Vocational Rehabilitation Technologist and Bookshare member applies her technical and artistic talents to serve clients and explore creative outlets
When Jolene Nemeth was eight, the teacher wrote some math problems on the chalkboard and told the students to write what they see. Jolene wrote little squiggles on her paper. The teacher thought she was not paying attention, so she sent her to the principal’s office. The principal started laughing and said, “This is what you saw, right?” Jolene said, “Yes, that’s what I saw. I’m being honest with you.”
Due to cataracts and glaucoma starting at age three, Jolene has a significant visual impairment. Her parents believed in mainstream classes and fought for accommodations. Although teachers were willing to help her, many didn’t understand Jolene’s challenges. Fortunately, the principal brought in some services. The teacher was given bright yellow sidewalk chalk and told to write as big as her hand. Jolene also received assistance from an aide who taught her how to advocate for herself. Even so, she experienced initial resistance from parents: “We don’t want a blind kid in the school.”
Jolene Pursues Artistic and Academic Passions
Jolene’s visual impairment didn’t stop her from pursuing artistic outlets. “Since I was young, I enjoyed drawing cartoons and painting,” she says. “I loved reading comics and had a library of Garfield books as well as Peanuts, Calvin and Hobbes, and Disney books. I began writing children’s fiction and illustrating the stories.”
Jolene pursued her passions in school and earned a bachelor’s degree in communications with a minor in art. She studied television and radio production and 3D animation. In 2001, after graduation, she lost all remaining vision from a failed surgery – the forty-first operation on her eyes. At this point she turned her attention to assistive technology as an avenue to achieve career goals.
Jolene Prepares Clients for Success in the Classroom and the Workplace
Today, Jolene lives in Manchester, Connecticut, with Donner, her German Shepherd guide dog. She is a Vocational Rehabilitation Technologist who works for the Bureau of Education and Services for the Blind. She is one of three specialists who provides services to individuals with visual impairments and some physical disabilities. She currently has fifteen clients in three categories: preparation for school, preparation for work, and job retention.
She evaluates clients’ technology needs and recommends assistive technology that will help them with work or school situations. She suggests various hardware and software options including portable video magnifiers, braille displays, special keyboards, and software. She also trains clients so that they can use the technology effectively in all environments.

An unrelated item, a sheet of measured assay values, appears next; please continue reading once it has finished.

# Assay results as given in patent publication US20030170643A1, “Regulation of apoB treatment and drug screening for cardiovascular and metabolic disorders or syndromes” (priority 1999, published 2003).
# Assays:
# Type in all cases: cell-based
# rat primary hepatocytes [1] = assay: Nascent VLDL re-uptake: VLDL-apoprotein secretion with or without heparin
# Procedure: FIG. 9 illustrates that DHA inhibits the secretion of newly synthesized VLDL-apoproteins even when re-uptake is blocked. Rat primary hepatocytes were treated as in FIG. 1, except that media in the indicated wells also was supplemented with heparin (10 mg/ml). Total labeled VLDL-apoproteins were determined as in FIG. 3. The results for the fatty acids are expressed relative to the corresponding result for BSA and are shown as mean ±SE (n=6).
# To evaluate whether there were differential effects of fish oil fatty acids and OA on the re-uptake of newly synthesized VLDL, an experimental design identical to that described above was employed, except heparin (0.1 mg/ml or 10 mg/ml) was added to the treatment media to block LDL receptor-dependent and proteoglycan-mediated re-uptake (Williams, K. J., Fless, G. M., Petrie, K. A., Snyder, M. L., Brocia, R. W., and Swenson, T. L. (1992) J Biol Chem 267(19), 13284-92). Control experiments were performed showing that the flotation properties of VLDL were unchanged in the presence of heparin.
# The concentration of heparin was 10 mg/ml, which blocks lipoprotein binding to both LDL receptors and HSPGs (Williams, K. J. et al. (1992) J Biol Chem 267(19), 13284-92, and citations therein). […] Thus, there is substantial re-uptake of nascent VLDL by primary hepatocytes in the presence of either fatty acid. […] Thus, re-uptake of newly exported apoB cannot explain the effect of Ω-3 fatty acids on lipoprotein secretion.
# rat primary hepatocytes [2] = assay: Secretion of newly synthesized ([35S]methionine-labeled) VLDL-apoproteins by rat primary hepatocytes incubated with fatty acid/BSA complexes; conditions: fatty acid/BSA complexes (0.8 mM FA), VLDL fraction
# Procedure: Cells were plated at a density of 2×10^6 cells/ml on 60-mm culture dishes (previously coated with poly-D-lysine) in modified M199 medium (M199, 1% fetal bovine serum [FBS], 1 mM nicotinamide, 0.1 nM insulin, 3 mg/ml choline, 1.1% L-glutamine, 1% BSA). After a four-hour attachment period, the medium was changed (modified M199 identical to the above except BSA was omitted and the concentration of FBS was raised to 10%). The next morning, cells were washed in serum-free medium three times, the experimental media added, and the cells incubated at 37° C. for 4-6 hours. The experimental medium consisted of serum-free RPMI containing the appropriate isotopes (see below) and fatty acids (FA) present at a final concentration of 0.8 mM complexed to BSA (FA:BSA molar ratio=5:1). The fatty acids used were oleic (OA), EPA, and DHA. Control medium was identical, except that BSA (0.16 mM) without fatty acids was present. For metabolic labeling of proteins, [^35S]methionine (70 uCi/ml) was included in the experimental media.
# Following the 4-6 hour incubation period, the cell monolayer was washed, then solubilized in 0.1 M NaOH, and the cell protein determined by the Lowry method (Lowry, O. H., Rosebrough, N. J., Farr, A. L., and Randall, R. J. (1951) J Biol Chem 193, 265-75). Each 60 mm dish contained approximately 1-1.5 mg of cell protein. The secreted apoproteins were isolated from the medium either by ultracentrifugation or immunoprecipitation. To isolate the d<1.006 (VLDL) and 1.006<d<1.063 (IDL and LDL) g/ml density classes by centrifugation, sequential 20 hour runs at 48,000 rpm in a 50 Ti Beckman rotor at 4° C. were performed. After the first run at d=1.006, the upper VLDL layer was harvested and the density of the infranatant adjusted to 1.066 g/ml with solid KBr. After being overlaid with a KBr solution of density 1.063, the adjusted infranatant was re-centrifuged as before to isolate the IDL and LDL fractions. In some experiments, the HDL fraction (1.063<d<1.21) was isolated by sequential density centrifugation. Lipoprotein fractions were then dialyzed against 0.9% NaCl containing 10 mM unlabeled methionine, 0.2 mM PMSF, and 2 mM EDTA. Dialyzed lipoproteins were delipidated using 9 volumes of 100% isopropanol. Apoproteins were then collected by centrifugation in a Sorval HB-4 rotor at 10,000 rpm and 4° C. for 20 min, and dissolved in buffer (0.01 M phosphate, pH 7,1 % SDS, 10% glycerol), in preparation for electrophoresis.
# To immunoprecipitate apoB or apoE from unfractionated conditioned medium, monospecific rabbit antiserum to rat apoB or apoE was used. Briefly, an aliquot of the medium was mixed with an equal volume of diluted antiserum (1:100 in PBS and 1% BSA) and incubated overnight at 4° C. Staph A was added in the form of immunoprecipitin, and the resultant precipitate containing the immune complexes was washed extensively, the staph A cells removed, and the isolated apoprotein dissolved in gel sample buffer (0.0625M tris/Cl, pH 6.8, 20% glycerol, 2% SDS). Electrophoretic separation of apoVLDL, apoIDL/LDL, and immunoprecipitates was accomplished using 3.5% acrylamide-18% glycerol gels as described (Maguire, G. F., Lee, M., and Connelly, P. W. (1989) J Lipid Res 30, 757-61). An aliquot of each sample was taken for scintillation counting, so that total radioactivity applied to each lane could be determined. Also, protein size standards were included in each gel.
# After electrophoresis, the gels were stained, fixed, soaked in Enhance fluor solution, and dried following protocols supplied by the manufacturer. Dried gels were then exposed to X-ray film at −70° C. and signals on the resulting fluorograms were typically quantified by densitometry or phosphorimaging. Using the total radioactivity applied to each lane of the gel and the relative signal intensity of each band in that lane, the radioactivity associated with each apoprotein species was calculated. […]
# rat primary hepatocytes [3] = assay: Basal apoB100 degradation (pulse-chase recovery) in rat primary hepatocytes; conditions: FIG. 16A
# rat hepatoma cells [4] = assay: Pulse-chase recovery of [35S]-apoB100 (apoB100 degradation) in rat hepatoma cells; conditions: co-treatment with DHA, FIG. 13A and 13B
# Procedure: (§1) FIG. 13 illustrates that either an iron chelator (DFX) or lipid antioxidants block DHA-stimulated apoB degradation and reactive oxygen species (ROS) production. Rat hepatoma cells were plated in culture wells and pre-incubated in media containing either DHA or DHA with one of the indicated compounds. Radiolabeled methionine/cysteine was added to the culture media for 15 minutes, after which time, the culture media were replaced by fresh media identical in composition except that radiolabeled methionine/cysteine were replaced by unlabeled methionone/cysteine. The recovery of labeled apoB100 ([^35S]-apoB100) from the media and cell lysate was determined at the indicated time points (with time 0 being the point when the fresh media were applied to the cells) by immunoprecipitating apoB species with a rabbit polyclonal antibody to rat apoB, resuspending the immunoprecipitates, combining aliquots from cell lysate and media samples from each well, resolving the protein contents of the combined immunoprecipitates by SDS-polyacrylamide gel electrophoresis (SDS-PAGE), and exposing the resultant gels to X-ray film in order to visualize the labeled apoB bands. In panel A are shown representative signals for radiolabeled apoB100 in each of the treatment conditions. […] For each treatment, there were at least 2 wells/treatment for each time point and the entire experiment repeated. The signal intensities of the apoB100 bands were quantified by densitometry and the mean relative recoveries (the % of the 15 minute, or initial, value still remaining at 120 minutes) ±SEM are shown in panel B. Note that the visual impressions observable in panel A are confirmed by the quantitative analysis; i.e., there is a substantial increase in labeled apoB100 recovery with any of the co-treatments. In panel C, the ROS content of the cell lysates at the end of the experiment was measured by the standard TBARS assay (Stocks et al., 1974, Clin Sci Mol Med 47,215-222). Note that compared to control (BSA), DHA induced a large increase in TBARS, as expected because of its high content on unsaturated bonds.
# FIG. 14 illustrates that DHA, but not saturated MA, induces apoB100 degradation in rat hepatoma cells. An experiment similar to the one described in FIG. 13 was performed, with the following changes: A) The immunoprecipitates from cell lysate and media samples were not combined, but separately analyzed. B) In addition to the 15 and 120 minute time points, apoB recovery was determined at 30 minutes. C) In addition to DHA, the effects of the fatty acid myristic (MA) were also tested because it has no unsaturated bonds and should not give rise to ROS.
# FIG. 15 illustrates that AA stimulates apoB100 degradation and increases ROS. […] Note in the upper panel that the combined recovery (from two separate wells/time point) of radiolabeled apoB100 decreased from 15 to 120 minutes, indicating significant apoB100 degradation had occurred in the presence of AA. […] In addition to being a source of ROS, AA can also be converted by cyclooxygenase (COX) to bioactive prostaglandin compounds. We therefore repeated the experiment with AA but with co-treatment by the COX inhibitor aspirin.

Bookshare is Invaluable Resource for Education and Employment
One resource Jolene recommends to her clients is Bookshare and its vast collection of over 900,000 accessible ebooks for people with reading barriers such as blindness, dyslexia, and cerebral palsy. “Bookshare is an important part of their training,” Jolene explains. “I educate them on the various ways they can read Bookshare books and the different types of books available. The students use many sources, but Bookshare is by far the best because it has the largest collection of books and the ones they need. From textbooks to research materials to novels, Bookshare is an essential tool for students. I only wish it was available when I was in college,” she explains. Job seekers can find books related to upskilling, resume writing, and interviewing, and other clients have found books to support professional development.
Her clients typically read using a reading app on a computer or assistive technology device. Those with limited sight read books with DAISY text and audio because they can see how words are spelled. Others rely solely on audio and choose from a variety of high-quality digital voices.
Access to Books Strengthens Artistic Pursuits
“Before I lost my remaining eyesight, I enjoyed drawing, painting, and sewing,” says Jolene. “I eventually learned to do many arts and crafts again.” To create her artwork, Jolene uses wikki stix – wax-covered yarn – to form an outline on bristol board which she fills in using watercolor markers and colored pencils. “I even download art books from Bookshare to read about different techniques or to refresh my memory about the visual aspects of drawing and painting.”
A Bookshare member since 2002, Jolene has downloaded over 3,000 books. She soaks up medical thrillers by Richard Preston, Michael Chrichton, Tess Gerritsen, and Robin Cook, and counts the Harry Potter and Chronicles of Pern series among her favorites. She uses a computer, Victor Reader Stream, and her iPhone to read books. When she listens to audiobooks, she increases the narration speed to almost 400 words a minute. “I can finish a 300-page book in less than three hours,” she says. She also appreciates the bookmarking feature and the option to download BRF (braille ready format) files and read them with her Braille display.
Keep Looking Forward
Jolene has learned to be resourceful, reinvent herself, and keep forging ahead. “Many of my clients get frustrated and have difficulty dealing with barriers of being disabled,” she says. “The world can be challenging for those of us who are blind or visually impaired. Life is not about what happens to us, it is about how we deal with it. The important thing is to find ways to do the things you enjoy and try new things. Strive to do your best, learn from your mistakes, and keep looking forward because you never know what you will discover in life’s journey.”